Reporting Sick or Injured Seals in New Zealand

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Project Jonah and the Department of Conservation receive a huge number of calls each year from concerned members of the public, reporting that seals are either ill, injured or in serious trouble – but sometimes this isn’t the case. By understanding the unusual quirks and habits of seals, we’re much better placed to help these animals when they really are in need.

Find out how to identify ‘typical’ seal behaviour and when to call for help.

Seals regularly come ashore or ‘haul out’ at points around New Zealand. Here’s some information you should know…

Vomiting, sneezing or coughing?

This is normal behaviour. The seal’s probably getting rid of undigested food like squid beaks and fragments of fish bone.

Crying?

Seals don’t have tear ducts. Those weepy eyes aren’t damp with tears, what you see is just normal moisture secretion.

Alone?

Young seals will often spend days at a time alone, while their mothers forage at sea for food. Young seals will wait for their mothers to return so that they can then suckle and feed. It’s best not to move these animals as this will create confusion and stress for the mother and pup.

Dead at sea?

A sea-sleeping seal floats on its side.

Flappings its flippers in the air as if stranded?

Seals don’t beach like whales or dolphins. The seal is trying to cool off.

Lifeless on land?

Lying down and resting is a favourite past time of seals on land.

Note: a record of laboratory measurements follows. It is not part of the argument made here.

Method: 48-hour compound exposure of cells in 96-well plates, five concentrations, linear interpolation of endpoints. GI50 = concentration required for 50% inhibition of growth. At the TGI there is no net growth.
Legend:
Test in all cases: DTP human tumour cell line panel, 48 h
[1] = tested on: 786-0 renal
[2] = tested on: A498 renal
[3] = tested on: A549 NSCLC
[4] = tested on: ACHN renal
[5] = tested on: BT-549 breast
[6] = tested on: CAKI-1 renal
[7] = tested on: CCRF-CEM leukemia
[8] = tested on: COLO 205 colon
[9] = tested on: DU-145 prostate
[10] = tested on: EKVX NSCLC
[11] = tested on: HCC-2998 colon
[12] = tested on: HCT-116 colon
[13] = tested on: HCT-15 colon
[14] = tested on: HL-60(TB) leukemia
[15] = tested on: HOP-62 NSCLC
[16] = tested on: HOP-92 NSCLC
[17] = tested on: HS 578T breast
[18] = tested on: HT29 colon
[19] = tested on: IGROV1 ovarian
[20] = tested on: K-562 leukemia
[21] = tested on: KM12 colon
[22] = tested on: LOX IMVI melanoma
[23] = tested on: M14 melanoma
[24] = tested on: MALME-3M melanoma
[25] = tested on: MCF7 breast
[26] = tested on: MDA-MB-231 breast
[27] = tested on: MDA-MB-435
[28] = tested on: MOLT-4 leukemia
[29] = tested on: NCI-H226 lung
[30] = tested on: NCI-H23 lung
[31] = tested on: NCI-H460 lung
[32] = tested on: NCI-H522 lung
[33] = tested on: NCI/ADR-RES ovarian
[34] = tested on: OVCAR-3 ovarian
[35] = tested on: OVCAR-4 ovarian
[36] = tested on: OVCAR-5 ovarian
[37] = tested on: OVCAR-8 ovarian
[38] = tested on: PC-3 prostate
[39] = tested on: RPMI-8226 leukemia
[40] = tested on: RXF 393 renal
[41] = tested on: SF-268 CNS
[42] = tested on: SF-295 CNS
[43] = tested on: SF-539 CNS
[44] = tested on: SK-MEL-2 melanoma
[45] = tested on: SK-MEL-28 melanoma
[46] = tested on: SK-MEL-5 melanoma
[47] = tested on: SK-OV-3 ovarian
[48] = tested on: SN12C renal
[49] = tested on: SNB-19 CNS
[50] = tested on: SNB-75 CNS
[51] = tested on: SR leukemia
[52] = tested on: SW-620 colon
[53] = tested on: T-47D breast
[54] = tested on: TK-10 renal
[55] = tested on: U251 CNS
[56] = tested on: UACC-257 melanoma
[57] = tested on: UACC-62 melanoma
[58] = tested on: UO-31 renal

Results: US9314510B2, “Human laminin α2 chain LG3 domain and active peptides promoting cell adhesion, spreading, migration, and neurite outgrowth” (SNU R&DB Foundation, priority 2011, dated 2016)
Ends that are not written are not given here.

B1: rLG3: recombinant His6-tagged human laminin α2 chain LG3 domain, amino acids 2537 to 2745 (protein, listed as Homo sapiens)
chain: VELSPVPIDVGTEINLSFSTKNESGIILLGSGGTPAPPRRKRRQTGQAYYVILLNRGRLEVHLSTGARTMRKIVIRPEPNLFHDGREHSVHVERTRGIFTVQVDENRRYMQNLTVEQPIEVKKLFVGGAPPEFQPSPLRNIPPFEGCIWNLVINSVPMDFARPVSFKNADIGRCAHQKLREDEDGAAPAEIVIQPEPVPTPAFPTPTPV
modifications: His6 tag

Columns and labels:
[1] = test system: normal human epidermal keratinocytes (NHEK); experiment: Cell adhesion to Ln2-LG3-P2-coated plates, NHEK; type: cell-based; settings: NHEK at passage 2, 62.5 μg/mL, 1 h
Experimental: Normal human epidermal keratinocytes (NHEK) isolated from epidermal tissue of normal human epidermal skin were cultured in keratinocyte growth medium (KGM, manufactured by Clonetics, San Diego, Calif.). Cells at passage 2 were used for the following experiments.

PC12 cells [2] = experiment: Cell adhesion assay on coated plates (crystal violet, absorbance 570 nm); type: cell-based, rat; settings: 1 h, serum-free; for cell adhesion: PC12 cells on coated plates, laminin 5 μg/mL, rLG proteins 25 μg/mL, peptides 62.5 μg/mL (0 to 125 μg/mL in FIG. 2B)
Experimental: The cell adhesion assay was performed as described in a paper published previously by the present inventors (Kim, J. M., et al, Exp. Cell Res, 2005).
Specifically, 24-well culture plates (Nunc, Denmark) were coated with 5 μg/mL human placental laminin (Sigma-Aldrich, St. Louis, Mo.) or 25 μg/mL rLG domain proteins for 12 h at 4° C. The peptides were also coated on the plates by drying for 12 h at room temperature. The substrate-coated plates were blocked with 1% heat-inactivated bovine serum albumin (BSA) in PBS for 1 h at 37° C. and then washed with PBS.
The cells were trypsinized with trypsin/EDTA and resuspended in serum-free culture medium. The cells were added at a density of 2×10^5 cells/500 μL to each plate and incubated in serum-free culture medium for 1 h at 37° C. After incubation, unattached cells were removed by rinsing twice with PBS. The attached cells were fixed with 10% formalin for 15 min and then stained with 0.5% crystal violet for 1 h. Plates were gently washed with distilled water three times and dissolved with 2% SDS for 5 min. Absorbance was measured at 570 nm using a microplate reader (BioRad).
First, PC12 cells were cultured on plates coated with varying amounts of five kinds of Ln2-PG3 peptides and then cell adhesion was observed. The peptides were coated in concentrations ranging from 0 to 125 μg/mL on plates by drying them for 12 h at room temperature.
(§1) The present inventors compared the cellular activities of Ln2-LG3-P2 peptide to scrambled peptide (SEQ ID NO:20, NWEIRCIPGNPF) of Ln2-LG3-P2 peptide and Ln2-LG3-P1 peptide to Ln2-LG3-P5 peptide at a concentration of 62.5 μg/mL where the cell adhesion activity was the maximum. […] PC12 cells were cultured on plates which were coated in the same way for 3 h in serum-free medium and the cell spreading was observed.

Fighting?

Territorial wrangles are common during the breeding season, when males challenge each other for superiority.

When to call DOC for help

If you have serious concerns about the welfare of a seal – if it’s severely injured, entangled in marine debris, or being harassed by people or dogs, then help is available. Call the Department of Conservation immediately on their emergency hotline.

0800 DOC HOT (0800 362 468)

 

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Project Jonah is a registered charity and a New Zealand organisation, with a distinct flavour and feel. We pride ourselves on being passionate, honest, open and down to earth – things that Kiwis are well known for, both here and overseas. We exist for one simple reason – marine mammals desperately need our help. We've pioneered whale rescue techniques, and have shared this technology and expertise with the rest of the world. Whilst the animals are central to what we do, it’s people that make our work possible. Our strength comes from our volunteers; everyday Kiwis that give up their time to help marine mammals through our rescue, action and protection programs. Whether they’re picking up litter on beaches or getting hands on in rescuing stranded whales, they’re out there helping. Whatever the weather. New Zealand can lead the world in marine mammal welfare and protection. Your help puts us closer to that goal.

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